Massachusetts Office of Consumer Affairs Finds Many Local Fitness Clubs Not Complying With Disclosure Laws
Calls for Clean Up of Health Club Business Practices
BOSTON – After a month-long investigation of health clubs around the Boston-area, the state Office of Consumer Affairs and Business Regulation today announced that it had found violations of state disclosure laws at many local fitness clubs. Specifically, investigators found that all of the clubs surveyed failed to display membership prices and fees as mandated by state law.
The survey was conducted from December through January, the time when many health clubs are offering special deals. Investigators used information from company websites, phone inquiries, and in-person visits. Investigators visited 15 fitness clubs in the greater Boston area to check for price signage, ask about rates and fees, and look at cancellation policies. Follow-up calls were made to obtain additional information not given during the visit.
“This is the busiest season for new health club memberships, with people trying to stick to their New Year’s resolutions,” said Undersecretary Barbara Anthony. “We want to make sure that, as with any other product or service you buy, consumers are aware of their rights and told the price and terms and conditions before signing any contracts. Our survey shows that health club consumers, through no fault of their own, may not know how much they’ll be paying.”
The survey found that in addition to failing to post membership prices, none of the locations surveyed adequately displayed a consumer’s 3-day right to cancel health club contracts. In many instances when investigators asked for this information, they were provided with an incomplete list of prices on a sheet of paper, or were only told the information verbally.
In addition to posting the right to cancel on the premises of the health club, notice of these rights must be included in the contract. Investigators were able to obtain only two of the 15 contracts, because customer service representatives would not provide a contract unless the investigator agreed in advance to sign-up with customer service representatives. It appears that many club representatives were employing high-pressure sales tactics to obtain memberships on the spot. It also appears that not all clubs included the required cancellation notice in their contracts. Under Massachusetts state law, any health club contract that does not comply with the state’s requirements for health club contracts is void and unenforceable.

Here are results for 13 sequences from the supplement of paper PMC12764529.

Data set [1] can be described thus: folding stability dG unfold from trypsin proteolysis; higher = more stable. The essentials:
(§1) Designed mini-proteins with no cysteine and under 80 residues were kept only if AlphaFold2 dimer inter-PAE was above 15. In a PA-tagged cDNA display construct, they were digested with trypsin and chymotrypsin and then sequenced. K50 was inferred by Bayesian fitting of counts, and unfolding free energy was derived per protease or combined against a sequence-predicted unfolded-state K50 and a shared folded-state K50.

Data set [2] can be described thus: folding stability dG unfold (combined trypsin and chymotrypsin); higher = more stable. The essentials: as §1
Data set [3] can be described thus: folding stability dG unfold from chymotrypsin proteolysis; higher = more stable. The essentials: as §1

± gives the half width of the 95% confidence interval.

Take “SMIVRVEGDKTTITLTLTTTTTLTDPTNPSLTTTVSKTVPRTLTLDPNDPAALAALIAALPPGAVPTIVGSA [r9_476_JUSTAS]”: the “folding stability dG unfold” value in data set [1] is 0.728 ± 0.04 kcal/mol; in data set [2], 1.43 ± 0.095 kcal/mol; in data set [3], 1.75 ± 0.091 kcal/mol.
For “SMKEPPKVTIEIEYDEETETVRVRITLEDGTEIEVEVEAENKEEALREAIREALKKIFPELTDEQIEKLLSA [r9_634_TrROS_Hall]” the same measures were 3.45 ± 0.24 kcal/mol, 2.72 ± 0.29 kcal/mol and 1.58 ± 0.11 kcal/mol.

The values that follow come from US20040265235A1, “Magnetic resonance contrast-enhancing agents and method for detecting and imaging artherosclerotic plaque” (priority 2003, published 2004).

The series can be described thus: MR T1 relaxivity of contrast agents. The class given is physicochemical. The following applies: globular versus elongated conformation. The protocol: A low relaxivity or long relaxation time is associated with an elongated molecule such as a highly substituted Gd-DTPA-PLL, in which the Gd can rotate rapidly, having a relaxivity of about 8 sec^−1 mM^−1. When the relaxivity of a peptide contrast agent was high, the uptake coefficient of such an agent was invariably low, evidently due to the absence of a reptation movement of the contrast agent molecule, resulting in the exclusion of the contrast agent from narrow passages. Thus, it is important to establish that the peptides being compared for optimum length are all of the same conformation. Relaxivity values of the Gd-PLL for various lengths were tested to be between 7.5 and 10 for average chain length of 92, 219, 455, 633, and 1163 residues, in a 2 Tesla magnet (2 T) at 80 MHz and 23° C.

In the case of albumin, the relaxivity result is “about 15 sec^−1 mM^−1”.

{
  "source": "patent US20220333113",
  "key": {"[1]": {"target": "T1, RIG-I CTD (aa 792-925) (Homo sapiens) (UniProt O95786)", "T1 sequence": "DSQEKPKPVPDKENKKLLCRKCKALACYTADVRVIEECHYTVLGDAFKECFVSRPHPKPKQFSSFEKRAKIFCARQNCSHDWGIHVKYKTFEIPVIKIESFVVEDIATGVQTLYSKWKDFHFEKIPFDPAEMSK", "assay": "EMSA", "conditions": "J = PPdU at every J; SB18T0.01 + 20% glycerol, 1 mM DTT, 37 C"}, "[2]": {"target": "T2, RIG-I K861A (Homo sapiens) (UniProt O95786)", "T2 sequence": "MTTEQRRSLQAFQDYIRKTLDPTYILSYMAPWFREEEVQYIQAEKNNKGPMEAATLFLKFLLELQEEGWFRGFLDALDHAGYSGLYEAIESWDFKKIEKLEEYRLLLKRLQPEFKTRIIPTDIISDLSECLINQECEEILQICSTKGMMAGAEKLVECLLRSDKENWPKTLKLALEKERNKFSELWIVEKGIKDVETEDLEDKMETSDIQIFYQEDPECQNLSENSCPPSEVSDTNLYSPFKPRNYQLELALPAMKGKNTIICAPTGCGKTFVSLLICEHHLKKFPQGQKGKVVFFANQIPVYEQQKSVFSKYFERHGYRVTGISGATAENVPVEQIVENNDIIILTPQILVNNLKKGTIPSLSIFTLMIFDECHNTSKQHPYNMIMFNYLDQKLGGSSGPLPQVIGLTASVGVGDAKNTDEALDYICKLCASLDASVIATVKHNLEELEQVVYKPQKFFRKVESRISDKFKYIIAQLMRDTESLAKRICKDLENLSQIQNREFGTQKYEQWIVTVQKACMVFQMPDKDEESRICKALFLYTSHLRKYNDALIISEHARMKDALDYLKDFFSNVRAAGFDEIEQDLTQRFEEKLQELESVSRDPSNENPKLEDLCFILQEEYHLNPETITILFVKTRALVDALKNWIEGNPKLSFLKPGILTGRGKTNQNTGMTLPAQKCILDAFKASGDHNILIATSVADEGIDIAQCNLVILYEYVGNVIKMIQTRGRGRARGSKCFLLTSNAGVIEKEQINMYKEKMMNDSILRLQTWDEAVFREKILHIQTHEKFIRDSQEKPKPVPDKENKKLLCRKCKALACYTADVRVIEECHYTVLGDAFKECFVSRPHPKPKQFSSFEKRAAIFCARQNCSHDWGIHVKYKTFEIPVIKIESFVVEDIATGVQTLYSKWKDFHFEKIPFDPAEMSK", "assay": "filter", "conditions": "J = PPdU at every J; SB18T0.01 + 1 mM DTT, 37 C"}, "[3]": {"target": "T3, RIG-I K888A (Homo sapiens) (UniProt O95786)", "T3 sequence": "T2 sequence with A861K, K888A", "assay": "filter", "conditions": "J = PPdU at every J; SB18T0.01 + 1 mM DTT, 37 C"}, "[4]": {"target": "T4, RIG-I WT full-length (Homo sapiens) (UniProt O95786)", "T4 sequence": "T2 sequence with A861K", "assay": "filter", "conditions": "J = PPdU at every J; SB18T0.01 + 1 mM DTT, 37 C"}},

The survey also found that in addition to monthly or annual dues, additional fees were charged at some of the clubs such as:
- Enrollment fees ranging from $25 to $149. These fees are charged at the start of membership and are usually a one-time only fee in addition to annual monthly membership fees.
- Rate Lock Guarantee fees ranging from $39 to $49.99. Some clubs advertise this annual fee as an option to allow consumers to lock into their original membership rate.
- Annual fees ranging from $39.99 to $50. An annual fee is charged in addition to pre-existing membership fees once annually.
- Termination fees ranging from $59 - $199. These fees are charged to cancel the contract and are applied under various conditions.
“Signing a contract for a health club should not resemble the old stereotype of purchasing a used car,” said Undersecretary Anthony. “The law requires complete up front disclosure of all prices and material terms and conditions. We found some troubling transgressions during the course of our investigation and will refer all alleged violations to the Attorney General’s Office.”